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 Posted:   May 3, 2023 - 10:38 AM   
 By:   Steve Vertlieb   (Member)

Remembering Hugo Friedhofer, and "The Best Years of Our Lives"

Steve Vertlieb

 Posted:   May 3, 2023 - 11:08 AM   
 By:   sales   (Member)

What a fabulous treasure Steve I first encountered Friedhofer's music tracked into episodes of Voyage to the bottom of the sea . A screening of The Young Lions on UK channel 4 30 odd years ago made me recognise the cue The Death Of Christian as titled on the album bought much later was the same cue Michael Ansara hunted the US destroyer in the VTTBOTS episode Killers Of The Deep Voyage gave me a great appreciation of Friedhofers talents from which I explored further

 Posted:   May 3, 2023 - 12:17 PM   
 By:   filmusicnow   (Member)

For yours truly, it started with the soundtrack album to "One Eyed Jacks", and it built up with there, and then there was "The Young Lions" and the impressive World Premiere Recording to "The Best Years of Our Lives". The only native born San Francisco born film composer to win an Oscar.

 Posted:   Jan 19, 2024 - 1:02 PM   
 By:   Steve Vertlieb   (Member)

Turner Classic Movies screened "The Best Years of Our Lives" in prime time last night. The movie remains a poignant, heartbreaking classic of war time Americana, while Hugo Friedhofer's glorious scoring is rightly considered the composer's crowning achievement, and one of the finest examples of modern motion picture music for the ages.

 Posted:   Jan 19, 2024 - 1:29 PM   
 By:   Howard L   (Member)

Yup, watched a decent share m'self. Never tire of it. Tremendous nuanced, moving performance from Dana Andrews. A stellar cast through and through.

 Posted:   Jan 19, 2024 - 4:35 PM   
 By:   villagardens553   (Member)

Considering the respect and acclaim for this score, I'm surprised that we have not seen another re-recording of this score. The one from the seventies was very good, but this score deserves all the attention it can get.

 Posted:   Jan 19, 2024 - 5:15 PM   
 By:   ZapBrannigan   (Member)

I missed this post last year. I loved reading an actual letter from Friedhofer.

I needed the Best Years CD after seeing the movie in the early '90s. Clerks at Media Play, then a national chain store, told me repeatedly that it couldn't be ordered, there was no such CD anymore. Then I finally went to a little, local record store and they ordered it for me 1-2-3. Triumph.

And what a great album. I have the Preamble edition, PRCD 1779. It was later remixed for a Label X release, but I never had a problem with the original mix.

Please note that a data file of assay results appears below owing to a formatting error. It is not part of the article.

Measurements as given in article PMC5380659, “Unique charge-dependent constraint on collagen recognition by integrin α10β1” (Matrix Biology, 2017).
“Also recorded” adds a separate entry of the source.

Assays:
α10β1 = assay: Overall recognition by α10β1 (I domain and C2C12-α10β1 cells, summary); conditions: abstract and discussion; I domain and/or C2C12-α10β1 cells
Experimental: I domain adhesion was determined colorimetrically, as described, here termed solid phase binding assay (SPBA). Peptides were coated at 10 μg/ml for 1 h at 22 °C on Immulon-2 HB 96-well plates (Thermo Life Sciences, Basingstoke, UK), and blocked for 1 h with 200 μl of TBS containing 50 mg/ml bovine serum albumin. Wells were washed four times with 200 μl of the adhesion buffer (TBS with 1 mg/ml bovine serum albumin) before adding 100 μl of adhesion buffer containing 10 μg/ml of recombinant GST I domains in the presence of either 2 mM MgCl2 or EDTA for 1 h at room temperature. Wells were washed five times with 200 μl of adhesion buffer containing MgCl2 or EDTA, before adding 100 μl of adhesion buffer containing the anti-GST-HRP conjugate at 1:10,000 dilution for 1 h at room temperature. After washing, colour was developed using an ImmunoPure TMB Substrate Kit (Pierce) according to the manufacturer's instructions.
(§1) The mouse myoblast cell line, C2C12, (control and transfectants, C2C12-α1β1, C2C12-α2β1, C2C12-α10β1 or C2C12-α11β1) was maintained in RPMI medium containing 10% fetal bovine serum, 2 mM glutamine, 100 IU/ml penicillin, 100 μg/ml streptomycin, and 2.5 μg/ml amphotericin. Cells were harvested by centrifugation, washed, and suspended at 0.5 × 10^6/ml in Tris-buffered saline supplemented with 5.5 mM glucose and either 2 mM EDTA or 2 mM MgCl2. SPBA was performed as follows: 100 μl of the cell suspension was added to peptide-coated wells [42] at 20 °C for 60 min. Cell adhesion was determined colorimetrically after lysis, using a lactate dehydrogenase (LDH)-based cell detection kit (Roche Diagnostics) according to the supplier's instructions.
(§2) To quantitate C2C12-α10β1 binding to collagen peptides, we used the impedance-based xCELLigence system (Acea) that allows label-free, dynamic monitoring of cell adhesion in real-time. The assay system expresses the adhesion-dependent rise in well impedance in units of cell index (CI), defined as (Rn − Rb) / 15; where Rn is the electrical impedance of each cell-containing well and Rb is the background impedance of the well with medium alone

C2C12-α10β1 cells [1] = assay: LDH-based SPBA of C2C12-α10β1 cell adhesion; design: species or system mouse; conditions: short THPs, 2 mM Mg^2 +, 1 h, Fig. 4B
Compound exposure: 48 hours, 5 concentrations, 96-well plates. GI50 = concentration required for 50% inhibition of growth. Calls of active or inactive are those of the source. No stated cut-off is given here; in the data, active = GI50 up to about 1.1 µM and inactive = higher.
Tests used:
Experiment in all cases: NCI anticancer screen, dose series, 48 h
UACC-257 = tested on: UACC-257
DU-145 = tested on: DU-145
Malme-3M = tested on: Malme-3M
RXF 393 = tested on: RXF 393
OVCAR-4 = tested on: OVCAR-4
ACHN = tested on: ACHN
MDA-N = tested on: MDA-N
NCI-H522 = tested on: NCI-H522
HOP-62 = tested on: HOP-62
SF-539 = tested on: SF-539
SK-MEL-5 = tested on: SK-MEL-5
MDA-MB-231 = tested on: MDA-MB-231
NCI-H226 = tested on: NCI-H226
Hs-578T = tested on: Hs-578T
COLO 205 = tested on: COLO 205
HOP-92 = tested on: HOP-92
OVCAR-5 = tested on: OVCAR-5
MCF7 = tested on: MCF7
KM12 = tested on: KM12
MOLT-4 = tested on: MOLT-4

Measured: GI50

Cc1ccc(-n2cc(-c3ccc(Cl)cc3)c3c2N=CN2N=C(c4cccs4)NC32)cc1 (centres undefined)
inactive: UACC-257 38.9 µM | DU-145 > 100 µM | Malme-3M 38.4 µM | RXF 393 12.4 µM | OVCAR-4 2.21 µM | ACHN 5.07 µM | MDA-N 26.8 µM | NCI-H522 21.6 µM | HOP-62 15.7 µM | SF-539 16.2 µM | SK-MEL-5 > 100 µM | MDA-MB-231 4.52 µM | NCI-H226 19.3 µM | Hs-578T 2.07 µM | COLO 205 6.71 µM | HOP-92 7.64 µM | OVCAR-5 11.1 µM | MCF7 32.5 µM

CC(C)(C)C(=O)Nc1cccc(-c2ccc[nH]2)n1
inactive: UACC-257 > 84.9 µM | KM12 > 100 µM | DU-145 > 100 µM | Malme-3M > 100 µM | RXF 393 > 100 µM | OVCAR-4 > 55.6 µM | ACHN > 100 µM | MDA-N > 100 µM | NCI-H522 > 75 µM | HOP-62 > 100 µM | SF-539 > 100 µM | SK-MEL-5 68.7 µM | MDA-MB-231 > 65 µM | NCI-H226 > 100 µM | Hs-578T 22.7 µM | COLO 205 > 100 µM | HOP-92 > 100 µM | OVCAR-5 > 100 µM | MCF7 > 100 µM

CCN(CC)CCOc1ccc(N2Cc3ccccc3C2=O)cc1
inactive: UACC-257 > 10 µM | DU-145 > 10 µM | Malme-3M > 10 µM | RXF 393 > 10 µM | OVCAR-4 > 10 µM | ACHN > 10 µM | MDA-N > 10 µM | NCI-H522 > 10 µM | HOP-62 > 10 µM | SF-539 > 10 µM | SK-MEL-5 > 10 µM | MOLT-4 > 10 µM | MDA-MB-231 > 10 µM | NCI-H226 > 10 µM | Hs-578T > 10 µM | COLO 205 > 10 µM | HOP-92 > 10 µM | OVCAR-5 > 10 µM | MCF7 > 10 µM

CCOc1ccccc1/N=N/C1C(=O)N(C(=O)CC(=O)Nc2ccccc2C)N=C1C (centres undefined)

Posted:   Jan 19, 2024 - 5:20 PM   
 By:   Night   (Member)


 Posted:   Jan 20, 2024 - 7:38 AM   
 By:   Steve Vertlieb   (Member)

If you click on the blue link with the title of the film within the context of the article, you'll also find a brief critique of both the film, and its score.


 Posted:   Jan 20, 2024 - 9:28 AM   
 By:   Bill Carson, Earl of Poncey   (Member)

Yup, watched a decent share m'self. Never tire of it. Tremendous nuanced, moving performance from Dana Andrews. A stellar cast through and through.

I never knew you liked this film howard? wink
I mean it's not like you ever brought it up in zooms at every opportunity more than you did the Twilight Zone lol

 Posted:   Jan 20, 2024 - 5:49 PM   
 By:   Howard L   (Member)

I had a premonition you’d show up, Moriarty.

 Posted:   Jan 20, 2024 - 7:14 PM   
 By:   ZapBrannigan   (Member)

I was just window shopping on ebay, looking at Best Years CDs and LPs, and I saw an item that apparently came with the Entracte LP: a 7-inch vinyl record called Hugo Friedhofer: A 50th Anniversary Tribute. It's spoken by Richard Hatch (presumably of Battlestar Galactica, as it was 1978), and runs 4:47. On Side 2 it has the original soundtrack version of "The Homecoming."

Does anybody have this recording? What could he be saying, for almost five minutes? When you add in the enormously lengthy liner notes by Royal S. Brown and Page Cook (which I have in the CD booklet), I take it there's a lot to say indeed. I wish the CD had included the "Tribute" as a bonus track.

 Posted:   Jan 20, 2024 - 9:49 PM   
 By:   manderley   (Member)

Steve Vertlieb…..

It's such a pleasure to remember Hugo and BEST YEARS in this thread you've started. I'm now the ripe old age of 84, but still out-and-about, doing well, and have at least a generous percentage of my "marbles" still remaining!

But I find that occasional hours of my daily life today are in remembering the enjoyable times and events of my past. All-in-all, I've had quite a wonderful life, enjoyed the varied nuances of my creative profession, and met and worked with so many people whose own work I had admired over the years as well. One of those was Hugo Friedhofer.

When I was young (in the 1940s), my Aunt and Uncle owned a (very) small-town movie theatre. On days when I'd visit them and stay over for the night, they had to operate the theater, so I was taken along and plunked down in a seat to watch the cartoon, newsreel, trailers and evening movie. How lucky can you get! Over the years I remembered some of the films fairly well…..LOVE LETTERS with Victor Young's score, BATHING BEAUTY with Esther Williams and the flaming torches and giant fountains finale, a Technicolor epic that no one else remembers, RAINBOW ISLAND, with Dorothy Lamour, and HANGOVER SQUARE. At the age of 5 years old I was scared out-of-my-wits by that one with Laird Cregar and the Bernard Herrmann score, and remembered it forever---and though ARSENIC AND OLD LACE played as a comedy, it also had Raymond Massey standing in for Boris Karloff, and he scared me too. But those all remain memorable movie-going days of my life.

I believe my first encounter with Hugo (that I was aware of) was in 1947 with THE BISHOP'S WIFE, which I loved (and still do). Hugo's music helps the film enormously.